What Open Government plans could learn from retail management



After working several depressing retail jobs in my teenage years, I used to think that it was a kind of job I would never wish upon anyone. After reviewing the open government plans of 29 federal agencies, I’m starting to take a second look at the lessons I learned at those jobs.

For example, it gave me a deep appreciation for the need to conduct occasional inventories of the store: a listing of every single piece of merchandise under the store’s roof. In my assessment, the majority of the open government plans failed to provide clear inventories of the “high-value” (a problematic term, as we’ve discussed before) data.

Department of Commerce - Data Inventory

Most plans gave a general narrative of the type of data that was out there without actually creating an invoice of said data, hyperlinks, citations or even a spreadsheet – in other words, no inventory!

Given the importance of inventories in retail, it shouldn’t be a surprise that the Department of Commerce (DOC) provided one of the best data inventories. A screenshot of the inventory including a link back to their open government plan can be found at right.

To give credit where it’s due, the General Services Administration (GSA) also had a pretty solid inventory [PDF] (page 55). It’s not surprising since the GSA is responsible for acquisition solutions of supplies for many government organizations.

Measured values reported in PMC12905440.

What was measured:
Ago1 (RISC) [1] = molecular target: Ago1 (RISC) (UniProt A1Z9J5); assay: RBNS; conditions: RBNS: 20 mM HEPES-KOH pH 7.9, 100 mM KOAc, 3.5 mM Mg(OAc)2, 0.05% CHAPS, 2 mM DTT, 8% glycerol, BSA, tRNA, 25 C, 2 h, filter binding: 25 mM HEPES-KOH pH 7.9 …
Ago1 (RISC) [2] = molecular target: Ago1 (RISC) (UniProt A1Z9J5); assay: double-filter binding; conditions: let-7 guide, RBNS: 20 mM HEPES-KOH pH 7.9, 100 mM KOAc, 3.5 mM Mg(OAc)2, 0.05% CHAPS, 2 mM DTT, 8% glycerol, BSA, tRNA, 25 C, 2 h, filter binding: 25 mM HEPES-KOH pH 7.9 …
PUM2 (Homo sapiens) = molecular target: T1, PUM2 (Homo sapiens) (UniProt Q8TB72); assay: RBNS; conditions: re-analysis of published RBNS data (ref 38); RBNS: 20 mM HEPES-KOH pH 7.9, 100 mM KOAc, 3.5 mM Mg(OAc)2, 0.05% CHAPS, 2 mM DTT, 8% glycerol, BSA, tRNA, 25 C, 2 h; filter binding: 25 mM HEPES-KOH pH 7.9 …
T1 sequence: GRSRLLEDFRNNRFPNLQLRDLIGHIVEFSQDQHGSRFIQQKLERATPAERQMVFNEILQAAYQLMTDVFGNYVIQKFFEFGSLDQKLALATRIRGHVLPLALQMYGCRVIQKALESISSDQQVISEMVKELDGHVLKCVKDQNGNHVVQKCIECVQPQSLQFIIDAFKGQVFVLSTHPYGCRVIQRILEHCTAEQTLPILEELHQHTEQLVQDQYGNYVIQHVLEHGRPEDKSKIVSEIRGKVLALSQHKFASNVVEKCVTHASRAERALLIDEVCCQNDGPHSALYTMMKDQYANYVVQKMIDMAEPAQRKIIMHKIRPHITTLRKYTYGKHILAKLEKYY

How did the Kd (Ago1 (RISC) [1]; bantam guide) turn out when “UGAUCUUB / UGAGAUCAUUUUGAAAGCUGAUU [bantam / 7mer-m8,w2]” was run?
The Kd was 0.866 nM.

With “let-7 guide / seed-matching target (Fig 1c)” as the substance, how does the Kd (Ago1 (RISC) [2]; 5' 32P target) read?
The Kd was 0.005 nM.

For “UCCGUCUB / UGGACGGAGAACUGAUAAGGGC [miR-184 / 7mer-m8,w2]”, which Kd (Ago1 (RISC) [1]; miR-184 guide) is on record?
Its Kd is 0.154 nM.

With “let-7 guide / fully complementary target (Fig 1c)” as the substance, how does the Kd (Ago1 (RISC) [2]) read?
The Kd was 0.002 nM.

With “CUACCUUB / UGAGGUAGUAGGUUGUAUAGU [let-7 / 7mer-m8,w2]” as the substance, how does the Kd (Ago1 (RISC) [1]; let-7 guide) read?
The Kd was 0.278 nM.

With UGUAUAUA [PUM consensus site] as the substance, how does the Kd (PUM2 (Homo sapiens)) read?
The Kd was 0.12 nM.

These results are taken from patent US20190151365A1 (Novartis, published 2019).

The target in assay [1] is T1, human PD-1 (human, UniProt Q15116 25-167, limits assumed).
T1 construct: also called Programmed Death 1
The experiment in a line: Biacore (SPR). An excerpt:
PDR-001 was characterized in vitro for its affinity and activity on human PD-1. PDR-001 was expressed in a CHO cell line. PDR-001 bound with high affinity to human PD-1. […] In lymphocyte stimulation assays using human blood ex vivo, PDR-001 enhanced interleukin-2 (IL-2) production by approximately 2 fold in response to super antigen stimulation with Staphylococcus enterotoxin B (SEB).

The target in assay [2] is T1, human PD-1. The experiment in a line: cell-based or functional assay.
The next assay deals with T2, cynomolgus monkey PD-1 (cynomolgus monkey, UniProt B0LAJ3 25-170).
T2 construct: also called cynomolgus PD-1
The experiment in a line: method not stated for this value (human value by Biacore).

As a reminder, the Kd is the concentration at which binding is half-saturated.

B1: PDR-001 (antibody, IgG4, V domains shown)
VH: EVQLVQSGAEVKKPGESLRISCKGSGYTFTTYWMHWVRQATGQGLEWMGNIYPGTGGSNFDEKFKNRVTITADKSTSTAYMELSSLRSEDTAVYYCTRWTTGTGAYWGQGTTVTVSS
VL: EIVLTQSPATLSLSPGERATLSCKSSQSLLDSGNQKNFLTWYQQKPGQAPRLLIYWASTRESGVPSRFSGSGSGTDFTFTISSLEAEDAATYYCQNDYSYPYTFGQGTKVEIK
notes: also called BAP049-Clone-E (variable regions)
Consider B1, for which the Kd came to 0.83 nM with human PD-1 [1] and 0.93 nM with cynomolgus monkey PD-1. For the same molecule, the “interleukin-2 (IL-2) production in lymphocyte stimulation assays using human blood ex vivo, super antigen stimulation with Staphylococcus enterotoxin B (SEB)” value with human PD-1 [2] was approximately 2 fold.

Last week, we devoted a fair amount of digital ink to highlighting the shortcomings of the data in open government plans so I wanted to make sure we continue showcasing the awesomeness of certain aspects of particular agencies’ plans. The kudos to the DOC doesn’t stop with their data inventory. Clear organization and concise writing typified the DOC’s “What Commerce Will Do” section. It also helps that the plan is written in plain English.

I urge you to read that section in its entirety [PDF] – it starts on page 4. The real star of this section is the National Oceanic and Atmospheric Administration otherwise (NOAA). Factoring out my automatic positive association with the name the new NOAA data being released is absolutely great.

Whether it’s digitizing weather station data from the 18th and 19th centuries or making public for the first time soil moisture observation data, the new data from NOAA will improve climate studies and help business make better economic decisions. NOAA was already putting huge amounts of data online, even before the Open Government Directive. Recognizing that the data is sometimes hard to find, NOAA is also expanding the scope and functionality of its Climate Services Portal to help citizens and scientists find the data they need.

The Sunlight Foundation has been focusing its eye on the transparency plank of the open government plants, specifically on data transparency. We’ll continue to do so this week but it’s important to note that transparency is only one of three Open Government Directive planks: the others are participation and collaboration. Agencies were also asked to come up with an open government flagship initiative. Heather West of the Center for Democracy and Technology has a great post on Govfresh highlighting certain flagship initiatives.

We’ll continue to dig deeper into the transparency portion of the open government plans and link to other evaluations going up round the net. If you see a perspective on the plans we’ve missed drop it in the comments below!

Photo credit: “Discoveryland Retail Packaging” by Flickr user Design Packaging.